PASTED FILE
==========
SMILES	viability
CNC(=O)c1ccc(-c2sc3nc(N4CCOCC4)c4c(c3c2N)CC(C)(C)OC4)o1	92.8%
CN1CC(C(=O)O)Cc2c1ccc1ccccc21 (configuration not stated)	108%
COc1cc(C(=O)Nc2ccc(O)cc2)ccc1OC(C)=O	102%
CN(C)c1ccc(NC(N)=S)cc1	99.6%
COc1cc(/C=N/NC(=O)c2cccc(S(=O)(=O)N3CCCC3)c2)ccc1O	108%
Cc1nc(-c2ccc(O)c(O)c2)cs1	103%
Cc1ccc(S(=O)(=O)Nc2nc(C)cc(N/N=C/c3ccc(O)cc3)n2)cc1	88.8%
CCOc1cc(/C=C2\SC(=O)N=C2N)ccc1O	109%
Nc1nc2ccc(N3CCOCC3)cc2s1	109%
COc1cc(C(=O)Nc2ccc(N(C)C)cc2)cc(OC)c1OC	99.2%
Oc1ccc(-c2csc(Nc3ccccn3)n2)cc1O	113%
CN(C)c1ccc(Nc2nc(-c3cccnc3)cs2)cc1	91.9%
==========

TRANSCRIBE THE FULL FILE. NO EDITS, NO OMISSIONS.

SMILES	viability
CNC(=O)c1ccc(-c2sc3nc(N4CCOCC4)c4c(c3c2N)CC(C)(C)OC4)o1	92.8%
CN1CC(C(=O)O)Cc2c1ccc1ccccc21 (configuration not stated)	108%
COc1cc(C(=O)Nc2ccc(O)cc2)ccc1OC(C)=O	102%
CN(C)c1ccc(NC(N)=S)cc1	99.6%
COc1cc(/C=N/NC(=O)c2cccc(S(=O)(=O)N3CCCC3)c2)ccc1O	108%
Cc1nc(-c2ccc(O)c(O)c2)cs1	103%
Cc1ccc(S(=O)(=O)Nc2nc(C)cc(N/N=C/c3ccc(O)cc3)n2)cc1	88.8%
CCOc1cc(/C=C2\SC(=O)N=C2N)ccc1O	109%
Nc1nc2ccc(N3CCOCC3)cc2s1	109%
COc1cc(C(=O)Nc2ccc(N(C)C)cc2)cc(OC)c1OC	99.2%
Oc1ccc(-c2csc(Nc3ccccn3)n2)cc1O	113%
CN(C)c1ccc(Nc2nc(-c3cccnc3)cs2)cc1	91.9%